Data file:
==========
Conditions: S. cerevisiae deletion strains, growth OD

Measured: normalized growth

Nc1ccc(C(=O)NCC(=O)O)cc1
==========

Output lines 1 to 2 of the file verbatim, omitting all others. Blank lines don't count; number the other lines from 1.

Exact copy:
Conditions: S. cerevisiae deletion strains, growth OD

Measured: normalized growth